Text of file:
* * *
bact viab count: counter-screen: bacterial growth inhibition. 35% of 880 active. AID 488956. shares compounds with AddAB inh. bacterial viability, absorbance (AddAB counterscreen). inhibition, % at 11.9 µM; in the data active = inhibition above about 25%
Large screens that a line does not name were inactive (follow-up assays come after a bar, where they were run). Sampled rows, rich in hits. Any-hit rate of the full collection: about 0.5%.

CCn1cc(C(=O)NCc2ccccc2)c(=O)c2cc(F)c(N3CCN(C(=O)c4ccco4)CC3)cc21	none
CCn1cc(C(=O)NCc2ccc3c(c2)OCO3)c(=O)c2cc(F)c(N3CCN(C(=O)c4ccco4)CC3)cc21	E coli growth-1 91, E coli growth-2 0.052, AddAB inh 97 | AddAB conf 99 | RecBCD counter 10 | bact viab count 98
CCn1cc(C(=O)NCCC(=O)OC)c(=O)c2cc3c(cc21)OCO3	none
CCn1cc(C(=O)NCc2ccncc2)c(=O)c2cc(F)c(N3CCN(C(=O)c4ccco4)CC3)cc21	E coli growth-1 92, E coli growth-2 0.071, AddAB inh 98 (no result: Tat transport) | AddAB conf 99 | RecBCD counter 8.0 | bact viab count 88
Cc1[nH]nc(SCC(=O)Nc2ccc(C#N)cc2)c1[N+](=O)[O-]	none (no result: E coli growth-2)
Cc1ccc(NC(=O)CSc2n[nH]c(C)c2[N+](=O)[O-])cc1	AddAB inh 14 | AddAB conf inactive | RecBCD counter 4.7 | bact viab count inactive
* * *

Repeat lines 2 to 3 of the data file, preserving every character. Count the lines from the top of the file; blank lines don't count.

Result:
Large screens that a line does not name were inactive (follow-up assays come after a bar, where they were run). Sampled rows, rich in hits. Any-hit rate of the full collection: about 0.5%.

CCn1cc(C(=O)NCc2ccccc2)c(=O)c2cc(F)c(N3CCN(C(=O)c4ccco4)CC3)cc21	none